I am interested in your perspective about the stivot technique.

a) How do you describe a stivot? Do you feel that the stivot is more of an unpressured float or a steered pressured feather move?

Here is are some photo sequences of the stivot from Ron LeMaster

Bode Miller - Park City GS, 2003, 1st run


Ted Ligety - Alta Badia GS, 2007 2nd run


James Cochran - Beaver Creek SL, 2004, 1st run


Video of stivot

WCSN video of Francois Bourque's 2007 FIS World Cup GS run at Karnjska Gora, Slovenia


Video of Ivica Kostelic (bib #5), Rainer Schoenfelder (bib #6) & Benjamin Raich (bib #3) 2004 FIS World Cup SL run at Wengen, Switzerland


I have seen various descriptions including:

"Pivot - Float/Feather - Hook up edge to carve bottom of turn while keeping skier center of mass pointed in the intended direction of travel."

"Combined steering and pivoting movement at the start of the turn. Pivot skis dramatically early in the turn. Once skis have bitten snow, redirected and even slowed a bit, pivot skis back outward to desired line to carve." Ron LeMaster - USST technical advisor

"Stivot-Feather-Butter The Toast" The key is to maintain the balance of the center of the foot to retain control of where the pressure is added instead of initiating a stivot with a windshield wiper turns (initiated from the ski tips). Pete Deisroth - ACA Ontario Ski Team Women's Head Coach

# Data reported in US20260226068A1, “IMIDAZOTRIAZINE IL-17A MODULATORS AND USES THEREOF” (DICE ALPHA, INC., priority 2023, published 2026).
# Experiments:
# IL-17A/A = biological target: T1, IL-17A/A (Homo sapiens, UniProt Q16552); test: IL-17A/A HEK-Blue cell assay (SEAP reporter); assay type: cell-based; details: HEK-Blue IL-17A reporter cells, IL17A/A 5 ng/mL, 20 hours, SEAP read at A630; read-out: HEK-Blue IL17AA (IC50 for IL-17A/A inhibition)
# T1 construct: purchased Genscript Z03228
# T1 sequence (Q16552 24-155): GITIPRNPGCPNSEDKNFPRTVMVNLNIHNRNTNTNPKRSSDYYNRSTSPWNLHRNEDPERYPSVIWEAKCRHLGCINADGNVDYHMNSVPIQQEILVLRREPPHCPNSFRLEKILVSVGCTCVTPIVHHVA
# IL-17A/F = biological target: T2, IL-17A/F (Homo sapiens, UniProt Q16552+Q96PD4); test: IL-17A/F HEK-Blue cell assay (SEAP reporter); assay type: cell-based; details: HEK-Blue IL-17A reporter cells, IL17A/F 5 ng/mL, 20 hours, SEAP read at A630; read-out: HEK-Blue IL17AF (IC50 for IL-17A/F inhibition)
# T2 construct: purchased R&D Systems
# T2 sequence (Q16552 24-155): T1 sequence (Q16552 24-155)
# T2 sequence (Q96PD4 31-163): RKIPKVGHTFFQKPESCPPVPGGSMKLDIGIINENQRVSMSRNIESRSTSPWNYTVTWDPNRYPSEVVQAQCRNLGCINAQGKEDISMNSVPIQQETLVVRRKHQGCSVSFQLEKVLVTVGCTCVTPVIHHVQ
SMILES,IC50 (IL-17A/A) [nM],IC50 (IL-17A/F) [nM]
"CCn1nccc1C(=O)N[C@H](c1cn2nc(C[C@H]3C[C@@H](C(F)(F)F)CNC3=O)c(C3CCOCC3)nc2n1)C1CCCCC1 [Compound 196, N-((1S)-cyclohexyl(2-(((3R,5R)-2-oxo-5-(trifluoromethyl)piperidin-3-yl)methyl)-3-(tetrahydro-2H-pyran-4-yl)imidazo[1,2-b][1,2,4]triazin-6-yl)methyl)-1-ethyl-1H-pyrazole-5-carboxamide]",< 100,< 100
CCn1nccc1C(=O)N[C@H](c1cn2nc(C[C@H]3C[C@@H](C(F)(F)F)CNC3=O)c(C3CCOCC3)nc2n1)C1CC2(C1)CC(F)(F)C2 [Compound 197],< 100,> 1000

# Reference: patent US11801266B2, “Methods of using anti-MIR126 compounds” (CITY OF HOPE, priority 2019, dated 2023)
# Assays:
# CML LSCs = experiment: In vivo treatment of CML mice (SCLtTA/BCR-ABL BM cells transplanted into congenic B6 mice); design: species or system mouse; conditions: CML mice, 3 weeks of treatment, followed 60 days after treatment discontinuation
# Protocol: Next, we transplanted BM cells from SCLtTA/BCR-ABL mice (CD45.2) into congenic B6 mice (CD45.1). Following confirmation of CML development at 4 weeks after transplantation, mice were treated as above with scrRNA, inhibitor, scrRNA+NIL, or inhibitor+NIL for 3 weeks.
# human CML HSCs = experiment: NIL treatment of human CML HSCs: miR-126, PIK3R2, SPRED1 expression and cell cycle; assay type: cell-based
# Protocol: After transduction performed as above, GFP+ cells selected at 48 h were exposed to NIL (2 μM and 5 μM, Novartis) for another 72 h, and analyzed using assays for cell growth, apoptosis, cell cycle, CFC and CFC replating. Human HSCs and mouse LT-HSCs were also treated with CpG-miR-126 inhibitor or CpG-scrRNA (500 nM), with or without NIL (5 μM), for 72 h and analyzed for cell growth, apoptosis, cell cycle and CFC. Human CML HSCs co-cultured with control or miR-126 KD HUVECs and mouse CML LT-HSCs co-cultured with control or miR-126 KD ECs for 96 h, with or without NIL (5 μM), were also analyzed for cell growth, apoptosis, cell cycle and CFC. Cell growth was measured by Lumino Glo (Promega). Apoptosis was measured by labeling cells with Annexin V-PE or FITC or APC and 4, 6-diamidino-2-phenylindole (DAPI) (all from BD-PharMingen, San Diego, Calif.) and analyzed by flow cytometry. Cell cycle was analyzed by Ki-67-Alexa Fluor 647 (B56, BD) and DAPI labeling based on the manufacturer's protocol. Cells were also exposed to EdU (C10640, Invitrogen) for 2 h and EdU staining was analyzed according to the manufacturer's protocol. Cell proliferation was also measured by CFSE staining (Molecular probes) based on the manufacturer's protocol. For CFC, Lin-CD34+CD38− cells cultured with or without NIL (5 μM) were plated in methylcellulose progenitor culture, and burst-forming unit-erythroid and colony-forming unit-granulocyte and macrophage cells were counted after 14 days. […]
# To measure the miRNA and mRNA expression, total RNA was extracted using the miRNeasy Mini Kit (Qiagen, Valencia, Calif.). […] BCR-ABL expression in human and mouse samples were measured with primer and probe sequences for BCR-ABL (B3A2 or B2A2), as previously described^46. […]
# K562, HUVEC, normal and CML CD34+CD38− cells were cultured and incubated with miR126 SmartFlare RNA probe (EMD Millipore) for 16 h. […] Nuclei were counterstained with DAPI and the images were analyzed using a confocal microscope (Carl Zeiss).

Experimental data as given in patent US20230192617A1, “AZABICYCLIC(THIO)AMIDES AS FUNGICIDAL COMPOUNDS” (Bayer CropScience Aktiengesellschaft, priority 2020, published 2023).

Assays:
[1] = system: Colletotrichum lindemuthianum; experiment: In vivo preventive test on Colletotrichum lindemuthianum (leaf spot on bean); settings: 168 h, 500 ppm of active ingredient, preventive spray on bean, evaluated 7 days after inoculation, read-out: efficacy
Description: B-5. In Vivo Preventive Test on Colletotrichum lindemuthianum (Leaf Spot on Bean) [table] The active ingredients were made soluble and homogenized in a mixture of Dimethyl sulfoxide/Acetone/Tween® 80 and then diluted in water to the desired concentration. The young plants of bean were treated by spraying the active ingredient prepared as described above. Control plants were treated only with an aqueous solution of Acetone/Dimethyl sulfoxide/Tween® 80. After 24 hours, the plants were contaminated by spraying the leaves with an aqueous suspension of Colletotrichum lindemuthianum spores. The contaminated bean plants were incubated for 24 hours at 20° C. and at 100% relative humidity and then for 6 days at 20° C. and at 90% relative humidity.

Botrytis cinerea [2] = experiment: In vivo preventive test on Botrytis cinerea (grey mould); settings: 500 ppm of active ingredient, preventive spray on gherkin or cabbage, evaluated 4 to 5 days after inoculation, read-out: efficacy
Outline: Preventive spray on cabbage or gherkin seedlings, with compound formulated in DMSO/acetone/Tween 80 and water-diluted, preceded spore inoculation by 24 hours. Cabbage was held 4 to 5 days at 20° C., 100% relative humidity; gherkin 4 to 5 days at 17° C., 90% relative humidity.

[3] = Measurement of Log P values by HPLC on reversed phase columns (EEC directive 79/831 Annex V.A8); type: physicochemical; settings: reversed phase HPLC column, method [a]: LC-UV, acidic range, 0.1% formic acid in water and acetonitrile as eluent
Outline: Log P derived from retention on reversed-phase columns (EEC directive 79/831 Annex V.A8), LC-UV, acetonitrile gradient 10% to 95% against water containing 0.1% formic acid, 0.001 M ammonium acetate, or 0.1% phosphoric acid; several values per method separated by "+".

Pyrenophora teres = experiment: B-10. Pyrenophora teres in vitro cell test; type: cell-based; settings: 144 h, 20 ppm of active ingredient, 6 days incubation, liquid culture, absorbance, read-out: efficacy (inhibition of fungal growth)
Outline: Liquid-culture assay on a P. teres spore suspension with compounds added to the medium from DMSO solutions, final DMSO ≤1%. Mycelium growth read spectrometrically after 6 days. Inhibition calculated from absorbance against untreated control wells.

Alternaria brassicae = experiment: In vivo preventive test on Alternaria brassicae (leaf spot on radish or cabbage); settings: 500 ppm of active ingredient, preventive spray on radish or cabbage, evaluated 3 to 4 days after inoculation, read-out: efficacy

"Rotating the ski tips in on approach to a gate, sliding to check speed, then rotating tips back out to direction of turn to lock skis in for the turn around the gate" Adam Chadbourne - USSA Development Program

"It's just when you slide your skis sideways and are redirecting into the turn. It's actively re-directing the skis, as opposed to letting them carve to redirect themselves. And you do it to get rid of speed that you don't want. And you do it to cut off line. You do it before you have the skis heavily weighted. It's much easier obviously. If you have them weighted and you chuck them sideways and displace a huge amount of snow and you slow down a lot." Bode Miller - USST

b) When should a stivot be used?

It seems that by cutting off the top of the turn the stivot allows for a lower, straighter, more direct line than a pure arc to arc turn. Is this only for cranker turns where pure arcs are virtually impossible, steep icy terrain, awkward sections of course where speed or direction control are required for or is it also used in other situations like recovering a lost line?

c) What is the stivot usage percentage range that you have used in a GS course (0-30%, 0-50%, etc) What is the stivot usage percentage range that you have used in a SL course (0-30%, 0-50%, etc)

d) What free skiing & gate drills have you found helpful to learn the stivot technique?

I am hoping that my questions may encourage other NASTAR forum members to participate in the online discussion with the U.S. Ski Team Ambassadors because of their interest in the topics mentioned in this thread or in new topics/questions prompted by this thread.

If you are interested in any of the topics mentioned in this thread, please post a response in this thread & mention the topic(s).

If you have new topic(s) &/or question(s), please feel free to create a new thread.